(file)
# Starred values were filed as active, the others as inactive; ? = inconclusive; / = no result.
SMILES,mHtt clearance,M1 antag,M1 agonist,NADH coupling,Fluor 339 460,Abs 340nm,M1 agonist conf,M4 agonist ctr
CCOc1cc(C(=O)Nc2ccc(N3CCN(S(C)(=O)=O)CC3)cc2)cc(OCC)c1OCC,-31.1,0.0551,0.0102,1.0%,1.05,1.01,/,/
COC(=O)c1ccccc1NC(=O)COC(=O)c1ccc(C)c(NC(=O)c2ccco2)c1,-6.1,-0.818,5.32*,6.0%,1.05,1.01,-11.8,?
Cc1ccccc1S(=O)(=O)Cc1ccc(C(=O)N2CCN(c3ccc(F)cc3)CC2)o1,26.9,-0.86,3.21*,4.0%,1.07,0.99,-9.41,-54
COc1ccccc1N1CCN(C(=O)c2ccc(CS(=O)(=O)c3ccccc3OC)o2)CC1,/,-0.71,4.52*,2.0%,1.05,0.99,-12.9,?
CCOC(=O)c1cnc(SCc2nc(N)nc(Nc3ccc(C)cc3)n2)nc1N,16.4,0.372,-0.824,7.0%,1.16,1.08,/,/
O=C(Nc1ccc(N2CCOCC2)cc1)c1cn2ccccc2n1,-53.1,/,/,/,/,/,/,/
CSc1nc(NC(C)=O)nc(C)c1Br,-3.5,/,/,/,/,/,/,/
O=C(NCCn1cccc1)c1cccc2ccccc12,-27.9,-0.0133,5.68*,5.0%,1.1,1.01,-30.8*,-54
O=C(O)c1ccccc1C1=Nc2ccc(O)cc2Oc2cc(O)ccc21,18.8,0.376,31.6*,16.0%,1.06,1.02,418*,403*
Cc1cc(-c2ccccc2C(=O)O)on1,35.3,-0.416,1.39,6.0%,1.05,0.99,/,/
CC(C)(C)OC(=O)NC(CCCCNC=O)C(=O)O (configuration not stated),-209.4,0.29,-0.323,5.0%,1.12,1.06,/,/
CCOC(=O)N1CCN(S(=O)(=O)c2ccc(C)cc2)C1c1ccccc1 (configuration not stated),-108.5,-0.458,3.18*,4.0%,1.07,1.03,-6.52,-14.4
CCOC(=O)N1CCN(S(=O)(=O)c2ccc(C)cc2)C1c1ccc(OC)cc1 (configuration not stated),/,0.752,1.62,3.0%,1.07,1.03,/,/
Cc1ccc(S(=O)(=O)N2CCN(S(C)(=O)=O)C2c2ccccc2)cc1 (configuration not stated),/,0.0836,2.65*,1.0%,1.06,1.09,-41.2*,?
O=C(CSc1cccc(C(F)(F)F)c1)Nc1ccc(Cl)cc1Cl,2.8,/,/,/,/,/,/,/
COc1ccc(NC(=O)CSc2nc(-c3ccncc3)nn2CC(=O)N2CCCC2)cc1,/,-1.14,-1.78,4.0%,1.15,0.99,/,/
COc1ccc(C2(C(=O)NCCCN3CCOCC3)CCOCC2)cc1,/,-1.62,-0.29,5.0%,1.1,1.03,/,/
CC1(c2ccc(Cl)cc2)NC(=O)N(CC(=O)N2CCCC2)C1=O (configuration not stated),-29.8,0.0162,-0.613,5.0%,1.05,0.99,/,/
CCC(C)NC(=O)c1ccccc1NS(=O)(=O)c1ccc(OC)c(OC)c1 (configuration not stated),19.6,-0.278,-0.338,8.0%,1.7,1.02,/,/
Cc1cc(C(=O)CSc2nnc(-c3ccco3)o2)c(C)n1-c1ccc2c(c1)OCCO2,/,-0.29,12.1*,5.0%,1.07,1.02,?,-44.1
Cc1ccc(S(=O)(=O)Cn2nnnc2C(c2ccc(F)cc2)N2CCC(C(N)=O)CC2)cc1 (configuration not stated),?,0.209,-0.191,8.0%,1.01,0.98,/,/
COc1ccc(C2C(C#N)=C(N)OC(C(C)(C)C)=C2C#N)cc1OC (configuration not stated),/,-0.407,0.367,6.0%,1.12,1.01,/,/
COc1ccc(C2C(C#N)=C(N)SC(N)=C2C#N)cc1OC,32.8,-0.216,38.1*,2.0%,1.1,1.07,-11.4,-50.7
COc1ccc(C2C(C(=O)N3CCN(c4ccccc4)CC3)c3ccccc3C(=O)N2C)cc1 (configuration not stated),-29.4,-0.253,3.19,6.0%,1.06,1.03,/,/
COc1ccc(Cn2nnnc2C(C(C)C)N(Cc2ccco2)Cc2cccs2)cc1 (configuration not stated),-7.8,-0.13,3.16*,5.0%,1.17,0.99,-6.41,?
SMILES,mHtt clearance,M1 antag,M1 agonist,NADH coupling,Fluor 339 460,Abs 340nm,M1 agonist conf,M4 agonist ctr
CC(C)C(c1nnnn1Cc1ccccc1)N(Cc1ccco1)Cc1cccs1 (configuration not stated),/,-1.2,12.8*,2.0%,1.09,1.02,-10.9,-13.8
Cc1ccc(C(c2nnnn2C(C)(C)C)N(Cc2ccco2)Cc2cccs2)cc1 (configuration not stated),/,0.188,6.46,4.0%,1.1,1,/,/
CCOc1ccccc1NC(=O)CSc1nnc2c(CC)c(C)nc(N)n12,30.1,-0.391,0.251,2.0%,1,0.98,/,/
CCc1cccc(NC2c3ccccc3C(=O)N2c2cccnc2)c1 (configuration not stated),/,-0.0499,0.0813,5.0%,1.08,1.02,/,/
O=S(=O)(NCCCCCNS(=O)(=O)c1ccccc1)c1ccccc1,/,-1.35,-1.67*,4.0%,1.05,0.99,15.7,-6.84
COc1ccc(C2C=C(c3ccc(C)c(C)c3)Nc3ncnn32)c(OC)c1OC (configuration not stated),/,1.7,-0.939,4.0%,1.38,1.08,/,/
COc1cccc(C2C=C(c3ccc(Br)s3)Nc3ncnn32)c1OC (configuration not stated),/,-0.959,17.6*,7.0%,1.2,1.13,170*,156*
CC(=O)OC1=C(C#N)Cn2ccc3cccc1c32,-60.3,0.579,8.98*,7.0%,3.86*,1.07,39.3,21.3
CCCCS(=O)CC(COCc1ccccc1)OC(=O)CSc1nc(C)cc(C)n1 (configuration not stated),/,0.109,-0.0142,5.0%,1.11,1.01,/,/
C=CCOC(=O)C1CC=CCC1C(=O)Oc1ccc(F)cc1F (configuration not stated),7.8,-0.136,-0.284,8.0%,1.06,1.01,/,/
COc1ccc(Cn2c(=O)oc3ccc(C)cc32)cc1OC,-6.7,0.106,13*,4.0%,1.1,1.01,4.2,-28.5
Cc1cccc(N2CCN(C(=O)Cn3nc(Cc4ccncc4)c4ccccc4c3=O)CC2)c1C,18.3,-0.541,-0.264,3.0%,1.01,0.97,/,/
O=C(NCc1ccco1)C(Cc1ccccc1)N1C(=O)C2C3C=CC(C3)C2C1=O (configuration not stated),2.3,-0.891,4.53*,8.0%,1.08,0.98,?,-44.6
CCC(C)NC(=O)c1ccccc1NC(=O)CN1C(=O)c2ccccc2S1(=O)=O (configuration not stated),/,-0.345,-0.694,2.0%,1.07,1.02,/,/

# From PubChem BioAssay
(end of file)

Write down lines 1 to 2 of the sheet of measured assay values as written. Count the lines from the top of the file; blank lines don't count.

# Starred values were filed as active, the others as inactive; ? = inconclusive; / = no result.
SMILES,mHtt clearance,M1 antag,M1 agonist,NADH coupling,Fluor 339 460,Abs 340nm,M1 agonist conf,M4 agonist ctr